Australian Open 2020 in Melbourne is experiencing a real crisis as tennis players are struggling to play or breathe as smoke from the country’s bushfires has led to extremely poor air quality.
Some may argue that these are dangerous playing conditions and a potential health risk.
Slovenian tennis player Dalila Jakupovic had to quit her match after falling to her knees and coughing. “I have no asthma or breathing problems. I never experienced something like this. It was really scary I couldn’t breathe, I didn’t know what to do!” Jakupovic told the Australian Associated Press.
Dalila Jakupovic collapsed on court and suffered a coughing fit because of the poor quality of air in Melbourne. “The whole match was tough for me – to breathe, to get some fresh air, to get some air at all!” said Jakupovic. She withdrew from the match as she was unable to continue playing.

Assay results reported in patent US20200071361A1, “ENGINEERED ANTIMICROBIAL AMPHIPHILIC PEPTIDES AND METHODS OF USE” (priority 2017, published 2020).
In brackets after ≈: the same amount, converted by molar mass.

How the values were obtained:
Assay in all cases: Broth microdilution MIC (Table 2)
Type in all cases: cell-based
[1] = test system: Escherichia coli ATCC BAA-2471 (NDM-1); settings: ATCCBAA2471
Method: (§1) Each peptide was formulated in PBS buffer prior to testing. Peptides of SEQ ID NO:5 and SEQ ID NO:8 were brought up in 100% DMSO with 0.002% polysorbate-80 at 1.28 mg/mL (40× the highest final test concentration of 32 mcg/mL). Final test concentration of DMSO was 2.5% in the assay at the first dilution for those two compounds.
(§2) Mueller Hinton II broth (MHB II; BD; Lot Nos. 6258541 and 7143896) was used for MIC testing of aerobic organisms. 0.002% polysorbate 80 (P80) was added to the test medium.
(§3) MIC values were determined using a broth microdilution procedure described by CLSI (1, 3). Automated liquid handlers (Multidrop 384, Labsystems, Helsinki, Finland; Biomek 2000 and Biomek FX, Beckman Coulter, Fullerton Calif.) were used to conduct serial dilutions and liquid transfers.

“It was really scary I couldn’t breathe, I didn’t know what to do!”
Dalila expressed her frustrations “I understand like none of us had these kind of conditions before. We are used to pollution, like we play in China, we play in more polluted countries. But I mean this is smoke, its something completely different then for sure we are not used to it! Citizens and everyone was advised to stay inside, so we didn’t expect that we would be playing.”
Australian tennis player Bernard Tomic lost his opening match of qualifying as he struggled with breathing problems and required medical help on court.
Former World No.1 and five-time Grand Slam champion Maria Sharapova’s match against Laura Siegemund was postponed as both players were struggling to breathe.
Practice was suspended on Wednesday and qualification for the tournament delayed as conditions pose a serious health risk to the players.
Australia is currently dealing with its worst bushfires in decades. Air quality in Melbourne detected worse than in New Delhi and Shanghai, according to the World Air Quality Index.
Earlier this week some of the top players came together in a charity exhibition event Rally For Relief raising nearly $5 million in funds to help the Australian bushfire victims.